LONDON (Reuters) - Chelsea coach Antonio Conte said he had a clear conscience over the slump in form of the English champions after a second heavy Premier League defeat in less than a week and promised he would not lose any sleep over the prospect of losing his job.
“Tomorrow is another day,” he told reporters after his 10-man side were hammered 4-1 at mid-table Watford on Monday after conceding three late goals. “I can be Chelsea coach or not. What is the problem? I go to sleep without a problem.”
In contrast with his first season in London, when Chelsea cruised to the title, they are 19 points adrift of runaway leaders Manchester City and are one point away from dropping out of the top four Champions League qualifying spots.
At a club which has seen a steady flow of managers come and go since Roman Abramovich took over as owner at Stamford Bridge in 2003, Conte knows his position is increasingly tenuous but he said he was working as hard as he could to turn things around.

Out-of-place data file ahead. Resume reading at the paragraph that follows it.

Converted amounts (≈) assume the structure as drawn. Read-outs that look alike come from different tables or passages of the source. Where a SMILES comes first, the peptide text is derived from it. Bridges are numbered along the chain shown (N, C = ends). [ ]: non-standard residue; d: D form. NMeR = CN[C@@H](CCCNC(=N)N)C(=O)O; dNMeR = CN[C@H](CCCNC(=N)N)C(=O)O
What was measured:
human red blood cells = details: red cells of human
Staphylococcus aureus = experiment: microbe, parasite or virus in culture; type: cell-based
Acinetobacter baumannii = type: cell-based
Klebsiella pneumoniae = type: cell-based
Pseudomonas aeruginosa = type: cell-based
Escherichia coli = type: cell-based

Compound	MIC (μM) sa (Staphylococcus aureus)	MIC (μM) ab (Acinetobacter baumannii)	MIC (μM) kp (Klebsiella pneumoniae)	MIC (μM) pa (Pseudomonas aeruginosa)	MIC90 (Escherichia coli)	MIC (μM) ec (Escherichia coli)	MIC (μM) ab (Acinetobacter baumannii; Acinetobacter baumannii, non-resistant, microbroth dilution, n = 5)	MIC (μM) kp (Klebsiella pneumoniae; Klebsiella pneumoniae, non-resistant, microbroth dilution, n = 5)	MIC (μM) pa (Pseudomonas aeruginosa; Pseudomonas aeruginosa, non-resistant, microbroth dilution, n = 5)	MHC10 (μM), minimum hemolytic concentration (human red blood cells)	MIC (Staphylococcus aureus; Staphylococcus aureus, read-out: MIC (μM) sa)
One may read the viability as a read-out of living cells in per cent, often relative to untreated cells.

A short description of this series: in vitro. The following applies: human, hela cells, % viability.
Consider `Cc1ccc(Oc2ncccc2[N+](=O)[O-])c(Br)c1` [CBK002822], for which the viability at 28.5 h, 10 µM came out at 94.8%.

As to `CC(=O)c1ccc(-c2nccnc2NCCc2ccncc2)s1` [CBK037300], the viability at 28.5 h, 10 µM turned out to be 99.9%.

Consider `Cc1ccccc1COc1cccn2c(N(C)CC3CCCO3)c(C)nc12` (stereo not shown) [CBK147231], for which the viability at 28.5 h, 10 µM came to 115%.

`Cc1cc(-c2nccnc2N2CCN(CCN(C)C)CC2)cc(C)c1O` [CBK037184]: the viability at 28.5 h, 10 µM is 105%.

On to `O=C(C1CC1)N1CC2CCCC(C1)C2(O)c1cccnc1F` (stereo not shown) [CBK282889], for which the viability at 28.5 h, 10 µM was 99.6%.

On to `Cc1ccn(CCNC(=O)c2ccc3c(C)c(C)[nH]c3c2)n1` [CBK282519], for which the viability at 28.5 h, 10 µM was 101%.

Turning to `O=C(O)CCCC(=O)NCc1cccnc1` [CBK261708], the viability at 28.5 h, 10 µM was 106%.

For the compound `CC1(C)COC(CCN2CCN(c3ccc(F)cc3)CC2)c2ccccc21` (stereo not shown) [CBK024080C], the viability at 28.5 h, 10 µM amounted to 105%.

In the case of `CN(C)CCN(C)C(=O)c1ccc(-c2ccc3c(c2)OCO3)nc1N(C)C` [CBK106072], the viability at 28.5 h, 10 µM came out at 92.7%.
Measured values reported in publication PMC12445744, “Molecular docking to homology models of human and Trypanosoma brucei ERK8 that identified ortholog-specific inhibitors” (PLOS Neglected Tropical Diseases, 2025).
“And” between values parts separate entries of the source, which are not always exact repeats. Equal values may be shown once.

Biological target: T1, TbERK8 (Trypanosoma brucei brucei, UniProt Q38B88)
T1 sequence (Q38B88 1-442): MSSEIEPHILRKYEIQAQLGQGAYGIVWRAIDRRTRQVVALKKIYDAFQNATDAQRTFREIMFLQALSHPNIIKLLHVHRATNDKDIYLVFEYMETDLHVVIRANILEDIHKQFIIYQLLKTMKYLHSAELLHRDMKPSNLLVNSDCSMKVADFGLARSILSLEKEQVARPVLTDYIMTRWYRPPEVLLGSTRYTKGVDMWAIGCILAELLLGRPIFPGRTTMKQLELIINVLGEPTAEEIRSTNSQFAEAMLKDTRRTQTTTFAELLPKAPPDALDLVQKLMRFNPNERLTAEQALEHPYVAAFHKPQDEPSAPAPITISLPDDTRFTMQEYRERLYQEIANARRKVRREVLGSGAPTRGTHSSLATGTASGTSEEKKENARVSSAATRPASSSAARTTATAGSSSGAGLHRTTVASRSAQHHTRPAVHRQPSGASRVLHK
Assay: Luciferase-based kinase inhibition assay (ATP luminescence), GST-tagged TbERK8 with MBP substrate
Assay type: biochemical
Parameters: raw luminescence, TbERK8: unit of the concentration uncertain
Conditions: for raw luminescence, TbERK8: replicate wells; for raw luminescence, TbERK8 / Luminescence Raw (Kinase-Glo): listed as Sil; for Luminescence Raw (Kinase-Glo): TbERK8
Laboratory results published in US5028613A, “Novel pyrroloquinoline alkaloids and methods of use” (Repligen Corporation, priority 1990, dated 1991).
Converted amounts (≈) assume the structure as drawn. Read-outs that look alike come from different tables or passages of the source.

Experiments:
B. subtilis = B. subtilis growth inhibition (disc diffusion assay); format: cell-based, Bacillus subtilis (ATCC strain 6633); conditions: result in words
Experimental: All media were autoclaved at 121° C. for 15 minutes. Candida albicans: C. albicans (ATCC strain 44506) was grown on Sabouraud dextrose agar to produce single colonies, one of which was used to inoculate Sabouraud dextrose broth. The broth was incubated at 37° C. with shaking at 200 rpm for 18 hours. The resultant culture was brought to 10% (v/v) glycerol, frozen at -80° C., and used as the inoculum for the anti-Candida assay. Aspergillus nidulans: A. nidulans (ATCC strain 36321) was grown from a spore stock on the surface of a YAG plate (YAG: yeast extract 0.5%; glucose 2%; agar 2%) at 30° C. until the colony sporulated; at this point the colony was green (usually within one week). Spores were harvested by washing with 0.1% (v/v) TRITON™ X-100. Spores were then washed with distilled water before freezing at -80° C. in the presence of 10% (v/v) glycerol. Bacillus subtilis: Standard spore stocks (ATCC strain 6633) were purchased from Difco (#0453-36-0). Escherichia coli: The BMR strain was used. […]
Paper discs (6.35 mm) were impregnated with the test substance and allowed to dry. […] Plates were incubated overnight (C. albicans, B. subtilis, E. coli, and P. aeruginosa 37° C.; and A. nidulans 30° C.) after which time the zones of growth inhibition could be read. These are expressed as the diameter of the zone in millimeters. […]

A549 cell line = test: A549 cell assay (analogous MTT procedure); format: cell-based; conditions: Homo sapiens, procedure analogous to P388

The Italian has called on the Chelsea board to end the uncertainty over his future by publicly confirming they trust in his work but votes of confidence are rare at Stamford Bridge.
Conte has repeatedly spoken openly about his frustration that Chelsea failed to match the big signings made by the Manchester clubs, City and United, before the season and he returned to the subject after the Watford defeat.
“I tried to warn everyone about the difficulty of our path in the league and Champions League,” said the Italian, whose struggling side face a tough last 16 tie against Barcelona in Europe’s top European club competition later this month.
But Conte also accepted some of the blame for the slump in form that saw Chelsea lose 3-0 at home to Bournemouth last week before Monday’s loss — the first time they have suffered consecutive defeats by a margin of three goals since 1995.
“I try to continue to work, to improve the different aspects of my players, but today I think our performance was very poor and for sure I have to a take the responsibility because maybe I took the wrong decision for the (starting) 11.”
“For sure it is a difficult moment and if we want to find excuses we can find everything – tiredness and injuries. But this is not my way,” added the 48-year-old former Italy coach.
“I hope that tonight for once you understand me – I am not worried about my job. I work very hard and I give 120 percent.”
Editing by Ken Ferris